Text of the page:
What Does It Mean to Be Prophetic, Revisited

Alan Bevere again picks up the the theme of being prophetic in a post today:

I have spent some time this week in the Old Testament prophetic books. I do not find it surprising that most prophets are not accepted in their own time. Their cutting words of truth at best fall on stopped ears. Then, in order to reinforce their words, they resort to symbolic acts which, if committed in the 21st century West, would be more than sufficient cause for them to be put away in special places reserved for people who walk naked in public (Isaiah) and who eat paper (Ezekiel), and walk around with an oxen yoke on their neck (Jeremiah). The people of God today have no more clue on how to recognize a prophet than the ancient folk. Every time I hear someone referred to as prophetic, it’s only because they are speaking words that the hearers who so designate them agree with. But that’s precisely the problem.

Back in February, based on another post by Alan, I asked what it meant to be prophetic:

Which has led me to ask this question: what does it mean to be prophetic?  The reason I ask is that I think a lot of folks have an idea what it means to be prophetic that I think is a bit wrong.  I will see a pastor who will get up and talk about some of the major issues facing our world and it is billed as “prophetic.”  But more often than not, what I hear is more of a political agenda than it is calling the church to present the Kingdom of God.  Since I move around mainline/progressive Christian circles, I tend to hear what sounds like a churchified version of the Democratic party platform, but I’m pretty sure that a lot of what might pass as prophetic in evangelical circles just mirrors the GOP agenda.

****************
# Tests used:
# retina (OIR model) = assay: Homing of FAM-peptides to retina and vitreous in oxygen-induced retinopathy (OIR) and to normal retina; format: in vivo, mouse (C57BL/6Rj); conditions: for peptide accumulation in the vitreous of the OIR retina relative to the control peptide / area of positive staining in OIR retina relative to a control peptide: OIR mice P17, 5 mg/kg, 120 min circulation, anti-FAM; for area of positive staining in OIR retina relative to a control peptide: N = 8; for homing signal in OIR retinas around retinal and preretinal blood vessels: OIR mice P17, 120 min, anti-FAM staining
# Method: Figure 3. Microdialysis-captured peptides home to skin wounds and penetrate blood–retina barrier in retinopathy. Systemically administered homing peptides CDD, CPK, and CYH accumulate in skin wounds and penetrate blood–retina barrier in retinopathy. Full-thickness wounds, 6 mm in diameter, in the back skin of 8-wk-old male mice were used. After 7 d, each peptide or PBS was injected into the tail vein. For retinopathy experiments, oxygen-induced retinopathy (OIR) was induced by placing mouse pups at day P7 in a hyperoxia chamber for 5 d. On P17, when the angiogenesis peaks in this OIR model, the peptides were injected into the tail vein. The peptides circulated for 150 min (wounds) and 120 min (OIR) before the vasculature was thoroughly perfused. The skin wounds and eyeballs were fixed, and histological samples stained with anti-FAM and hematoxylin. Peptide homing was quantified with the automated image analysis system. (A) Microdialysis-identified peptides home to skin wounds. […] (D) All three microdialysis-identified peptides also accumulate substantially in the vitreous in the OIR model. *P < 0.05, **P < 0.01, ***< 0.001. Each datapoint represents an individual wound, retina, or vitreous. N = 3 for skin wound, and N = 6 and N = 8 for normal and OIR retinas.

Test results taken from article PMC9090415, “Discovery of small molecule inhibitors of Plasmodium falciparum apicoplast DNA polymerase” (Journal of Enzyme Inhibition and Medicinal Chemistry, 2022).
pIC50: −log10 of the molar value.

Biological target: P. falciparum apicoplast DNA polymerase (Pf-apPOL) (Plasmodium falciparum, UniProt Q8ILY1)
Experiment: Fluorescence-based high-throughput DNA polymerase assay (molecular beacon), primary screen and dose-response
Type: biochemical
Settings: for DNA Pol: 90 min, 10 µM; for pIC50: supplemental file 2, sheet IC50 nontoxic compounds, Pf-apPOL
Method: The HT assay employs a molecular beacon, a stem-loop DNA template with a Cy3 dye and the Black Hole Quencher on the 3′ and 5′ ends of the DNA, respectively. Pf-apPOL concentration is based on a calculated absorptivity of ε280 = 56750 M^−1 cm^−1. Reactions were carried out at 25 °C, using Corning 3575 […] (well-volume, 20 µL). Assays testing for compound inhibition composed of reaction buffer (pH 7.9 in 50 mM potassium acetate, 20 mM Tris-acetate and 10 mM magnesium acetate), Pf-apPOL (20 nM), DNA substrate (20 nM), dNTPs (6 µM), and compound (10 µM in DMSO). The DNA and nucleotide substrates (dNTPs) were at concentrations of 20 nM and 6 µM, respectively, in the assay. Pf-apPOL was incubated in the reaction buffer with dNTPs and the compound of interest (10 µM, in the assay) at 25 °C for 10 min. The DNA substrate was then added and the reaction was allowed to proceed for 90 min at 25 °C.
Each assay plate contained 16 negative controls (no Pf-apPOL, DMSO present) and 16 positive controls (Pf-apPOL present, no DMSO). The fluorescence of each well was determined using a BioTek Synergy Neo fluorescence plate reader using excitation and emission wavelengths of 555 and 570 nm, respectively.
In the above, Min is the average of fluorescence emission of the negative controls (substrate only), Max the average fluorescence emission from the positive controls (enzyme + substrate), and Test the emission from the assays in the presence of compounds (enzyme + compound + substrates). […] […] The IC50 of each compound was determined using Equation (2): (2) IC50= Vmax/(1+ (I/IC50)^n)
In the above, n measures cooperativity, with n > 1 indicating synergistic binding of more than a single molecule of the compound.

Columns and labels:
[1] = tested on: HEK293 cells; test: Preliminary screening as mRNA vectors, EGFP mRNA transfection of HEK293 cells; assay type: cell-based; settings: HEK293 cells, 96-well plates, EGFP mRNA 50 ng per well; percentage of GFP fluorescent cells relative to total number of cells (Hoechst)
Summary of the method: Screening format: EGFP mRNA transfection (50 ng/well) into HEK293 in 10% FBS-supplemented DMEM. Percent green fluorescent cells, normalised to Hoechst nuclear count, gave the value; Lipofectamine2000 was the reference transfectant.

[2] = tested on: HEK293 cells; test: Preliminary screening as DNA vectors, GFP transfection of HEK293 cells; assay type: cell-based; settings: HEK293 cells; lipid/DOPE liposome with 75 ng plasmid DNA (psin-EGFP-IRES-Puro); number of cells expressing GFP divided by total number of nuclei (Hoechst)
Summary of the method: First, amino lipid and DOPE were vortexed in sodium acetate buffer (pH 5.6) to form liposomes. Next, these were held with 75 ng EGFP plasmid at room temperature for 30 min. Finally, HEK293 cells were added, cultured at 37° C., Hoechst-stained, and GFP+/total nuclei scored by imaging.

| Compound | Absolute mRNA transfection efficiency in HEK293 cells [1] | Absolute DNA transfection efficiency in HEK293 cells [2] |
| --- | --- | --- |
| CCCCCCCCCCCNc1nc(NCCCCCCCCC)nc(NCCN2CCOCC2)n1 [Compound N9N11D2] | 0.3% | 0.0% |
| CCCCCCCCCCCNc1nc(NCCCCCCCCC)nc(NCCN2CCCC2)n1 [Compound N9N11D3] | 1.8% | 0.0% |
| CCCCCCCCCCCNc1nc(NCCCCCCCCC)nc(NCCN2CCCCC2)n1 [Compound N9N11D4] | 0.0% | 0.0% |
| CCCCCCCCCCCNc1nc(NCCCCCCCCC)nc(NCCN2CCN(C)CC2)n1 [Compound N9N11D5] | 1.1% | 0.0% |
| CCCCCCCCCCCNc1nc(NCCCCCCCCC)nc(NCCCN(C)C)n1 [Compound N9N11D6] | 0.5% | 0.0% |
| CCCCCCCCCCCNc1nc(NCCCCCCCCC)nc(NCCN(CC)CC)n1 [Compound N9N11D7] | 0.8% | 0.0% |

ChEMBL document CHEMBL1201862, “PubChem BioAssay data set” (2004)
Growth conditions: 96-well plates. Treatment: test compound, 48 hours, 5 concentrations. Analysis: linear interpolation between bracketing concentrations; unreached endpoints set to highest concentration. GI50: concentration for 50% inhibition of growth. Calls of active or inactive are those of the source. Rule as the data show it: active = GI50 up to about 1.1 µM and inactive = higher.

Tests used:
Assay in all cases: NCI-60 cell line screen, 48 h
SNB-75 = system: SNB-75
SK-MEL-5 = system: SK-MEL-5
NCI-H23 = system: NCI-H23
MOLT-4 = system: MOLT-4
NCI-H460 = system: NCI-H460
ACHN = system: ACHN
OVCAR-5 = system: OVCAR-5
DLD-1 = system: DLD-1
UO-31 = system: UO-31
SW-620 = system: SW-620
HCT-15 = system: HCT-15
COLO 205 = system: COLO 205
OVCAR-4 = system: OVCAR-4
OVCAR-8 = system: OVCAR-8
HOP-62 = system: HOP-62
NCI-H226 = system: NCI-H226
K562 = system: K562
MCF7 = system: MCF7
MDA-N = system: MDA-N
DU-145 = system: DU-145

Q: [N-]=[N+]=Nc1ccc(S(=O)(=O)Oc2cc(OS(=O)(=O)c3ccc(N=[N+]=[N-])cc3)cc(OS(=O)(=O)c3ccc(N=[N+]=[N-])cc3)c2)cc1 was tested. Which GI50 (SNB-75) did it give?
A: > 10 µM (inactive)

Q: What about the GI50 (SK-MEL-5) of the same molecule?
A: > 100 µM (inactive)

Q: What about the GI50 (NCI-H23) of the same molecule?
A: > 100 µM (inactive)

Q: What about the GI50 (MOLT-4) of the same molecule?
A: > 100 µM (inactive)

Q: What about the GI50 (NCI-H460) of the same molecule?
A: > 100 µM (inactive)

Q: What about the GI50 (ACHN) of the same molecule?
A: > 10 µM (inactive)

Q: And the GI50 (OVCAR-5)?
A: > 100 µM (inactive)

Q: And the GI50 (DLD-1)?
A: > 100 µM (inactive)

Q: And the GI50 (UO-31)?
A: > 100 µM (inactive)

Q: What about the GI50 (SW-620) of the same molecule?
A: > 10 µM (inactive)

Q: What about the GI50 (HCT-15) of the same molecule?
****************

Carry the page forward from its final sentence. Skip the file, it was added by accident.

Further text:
So, what does it mean to be prophetic?  What does a prophetic church look like?  I have to think that it’s more than a party platform sprinkled with lots of Jesus.  I’d like to know, because what I see passing as prophetic kind of falls short.

I have to ask again: what does it mean to be prophetic?  I tend to agree with Alan, if we met a modern day prophet of God, no one would really like him or her.  I don’t think they would say things that would basically piss off everyone.

Have we misread the prophets of the Bible?  Have we read Amos or Micah, with their denuciations of wealth and their concern for the poor and confused it with a political agenda?  Have we approprated these words to give us comfort and to use as weapons against others who don’t agree with us?

I don’t have the answers.  I do think that the words of the prophets are harder to understand than we think they are.


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